Now I will add a new controller to return a list of user details.

In the above code, the getUserList method is mapped to the http://localhost:8080/users GET request. Adding the annotation @RestController will make sure to convert the returned objects to JSON. Re-run the main method and go to the above link.

So now let's see how we can improve this controller to support POST requests. So my new requirement to introduce a new endpoint to add a new user to the system. So to manage users, I want to introduce a user management service. I can do so by adding @Sevice annotation to a class. So adding the annotation will make this a singleton class and mark it as a business service.

Now I’m going to edit my UserMgtController class to use this service.

So here, in line 18, I have marked used @Autowired annotation to bind the UserManagementService with the rest controller. Comparing to the previous implementation, I have modified the getUserList method to use the service and I have introduced addUser method to map the method a POST request made to the /users/add endpoint. Here I have specified that addUser method will consume a User type body in the API request. Now make POST request the above http://localhost:8080/users/add with the following as the request body (Note: make sure to set the add the Content-Type header with application/json as the value).

"username" : "monika",
"userId" : "4654-dbdbdgr-3243tgffdv-5463"

Notice that you have received 200 OK API response. Now do a GET request to the /users endpoint and notice that the new user has been added to the service.

Now I want to improve this web application to read the username from a path variable and get the corresponding userId. First I will introduce the following method to my service to get the userId from the username.

public String getUerId(String username) {
for (User user : userList) {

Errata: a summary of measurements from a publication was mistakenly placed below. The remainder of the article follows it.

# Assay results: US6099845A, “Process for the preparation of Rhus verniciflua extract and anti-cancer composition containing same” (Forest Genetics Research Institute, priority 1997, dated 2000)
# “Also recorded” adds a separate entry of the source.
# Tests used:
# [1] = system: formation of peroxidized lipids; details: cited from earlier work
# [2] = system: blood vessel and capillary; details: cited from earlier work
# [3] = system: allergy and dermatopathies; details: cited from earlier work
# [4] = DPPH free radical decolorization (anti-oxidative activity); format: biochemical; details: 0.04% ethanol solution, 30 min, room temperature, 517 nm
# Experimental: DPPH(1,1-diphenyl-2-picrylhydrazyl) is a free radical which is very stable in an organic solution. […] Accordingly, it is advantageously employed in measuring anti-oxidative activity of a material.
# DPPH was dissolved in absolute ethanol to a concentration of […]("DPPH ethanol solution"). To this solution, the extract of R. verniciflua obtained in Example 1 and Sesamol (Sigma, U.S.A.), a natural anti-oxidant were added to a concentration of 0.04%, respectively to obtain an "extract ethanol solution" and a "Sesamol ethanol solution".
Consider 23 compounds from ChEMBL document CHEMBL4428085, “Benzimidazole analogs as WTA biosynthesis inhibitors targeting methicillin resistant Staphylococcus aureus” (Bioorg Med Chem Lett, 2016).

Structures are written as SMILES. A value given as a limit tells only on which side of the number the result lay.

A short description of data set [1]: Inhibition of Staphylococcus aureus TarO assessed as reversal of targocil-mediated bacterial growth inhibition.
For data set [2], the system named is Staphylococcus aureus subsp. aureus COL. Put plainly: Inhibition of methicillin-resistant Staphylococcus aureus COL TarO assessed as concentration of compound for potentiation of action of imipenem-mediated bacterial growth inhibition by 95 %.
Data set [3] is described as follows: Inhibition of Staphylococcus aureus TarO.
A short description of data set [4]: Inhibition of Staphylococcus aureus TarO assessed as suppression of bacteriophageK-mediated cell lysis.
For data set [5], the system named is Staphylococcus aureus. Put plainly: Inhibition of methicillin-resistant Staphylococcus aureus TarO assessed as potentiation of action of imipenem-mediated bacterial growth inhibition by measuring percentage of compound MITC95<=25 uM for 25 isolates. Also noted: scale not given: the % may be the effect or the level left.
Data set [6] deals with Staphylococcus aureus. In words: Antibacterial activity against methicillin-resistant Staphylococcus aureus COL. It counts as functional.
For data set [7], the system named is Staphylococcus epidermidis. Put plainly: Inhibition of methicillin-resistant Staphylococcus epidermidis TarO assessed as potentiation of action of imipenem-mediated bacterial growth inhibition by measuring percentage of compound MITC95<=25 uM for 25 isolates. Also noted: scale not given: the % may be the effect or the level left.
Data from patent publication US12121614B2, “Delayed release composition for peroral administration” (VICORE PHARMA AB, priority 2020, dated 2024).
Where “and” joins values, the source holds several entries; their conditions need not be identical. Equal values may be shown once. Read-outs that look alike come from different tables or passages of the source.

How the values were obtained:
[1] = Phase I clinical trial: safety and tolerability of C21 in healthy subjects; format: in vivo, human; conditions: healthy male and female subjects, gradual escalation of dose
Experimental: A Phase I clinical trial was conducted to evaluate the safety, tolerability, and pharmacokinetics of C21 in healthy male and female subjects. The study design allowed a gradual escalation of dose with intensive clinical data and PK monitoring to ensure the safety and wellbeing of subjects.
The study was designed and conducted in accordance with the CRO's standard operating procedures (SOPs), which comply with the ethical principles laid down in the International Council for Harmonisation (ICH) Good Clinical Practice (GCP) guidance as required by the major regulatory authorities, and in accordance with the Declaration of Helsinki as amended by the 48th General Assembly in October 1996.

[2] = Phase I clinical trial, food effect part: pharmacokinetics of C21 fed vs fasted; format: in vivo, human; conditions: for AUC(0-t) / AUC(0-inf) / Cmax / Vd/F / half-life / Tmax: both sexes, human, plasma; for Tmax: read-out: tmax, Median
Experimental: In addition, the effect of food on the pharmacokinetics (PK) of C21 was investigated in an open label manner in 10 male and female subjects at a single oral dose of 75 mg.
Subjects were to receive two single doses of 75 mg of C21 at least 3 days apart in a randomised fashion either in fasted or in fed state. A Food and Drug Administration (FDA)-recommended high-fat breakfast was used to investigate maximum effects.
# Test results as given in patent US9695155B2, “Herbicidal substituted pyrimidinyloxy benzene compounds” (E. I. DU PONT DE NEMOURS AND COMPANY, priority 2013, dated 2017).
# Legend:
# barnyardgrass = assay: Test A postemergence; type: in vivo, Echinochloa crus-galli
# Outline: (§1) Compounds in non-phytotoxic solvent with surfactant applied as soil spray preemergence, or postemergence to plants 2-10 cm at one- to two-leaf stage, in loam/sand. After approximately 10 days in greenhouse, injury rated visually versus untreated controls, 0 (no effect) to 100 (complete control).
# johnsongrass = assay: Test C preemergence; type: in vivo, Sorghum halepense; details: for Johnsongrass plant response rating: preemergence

if (user.getUsername().equals(username)) {
return user.getUserId();
return "";

Now I will add the following method to the UserMgtController.

public String getUserId(@PathVariable("Username") String username){
return userManagementService.getUerId(username);

Notice that I have added to a variable in the request mapping section and I have mapped that variable to the method parameter via @PathVariable annotation. (NOTE: If the request path variable name is similar to the parameter name in the method, we do not need to specify the request path variable name in the argument section of the annotation).

Now make a GET request to the /users endpoint with a username in the request URL. A sample request will look like this.


Notice that you have received the userId of the user that was specified in the original request. So this is how you write a very simple web application and this took just around 5 minutes. This is how Spring makes your life easy.

As for now, we have used Intellij Idea to start and stop the application. Instead, we can create a .war or a .jar file and deploy it separately. First, you need to add the main classpath to the pom.xml.


If you want to deploy the web application as a .jar, do a mvn clean install, navigate to the .jar file location and enter the following command.

java -Xms128m -Xmx256m -jar sample-spring-app-1.0-SNAPSHOT.jar

If you want to deploy as a war, firs change the packaging type to .war by adding the following snippet to the pom.xml.


Finally, navigate to the war file location, and enter the following command.

java -Xms128m -Xmx256m -jar sample-spring-app-1.0-SNAPSHOT.war

So this is how to write a very basic web application. You can find the full source code here.

From the next blog, I will explain how to provide log4j2 support to a spring application. Don’t forget to applause if you have learned something from this blog.

A big eager beaver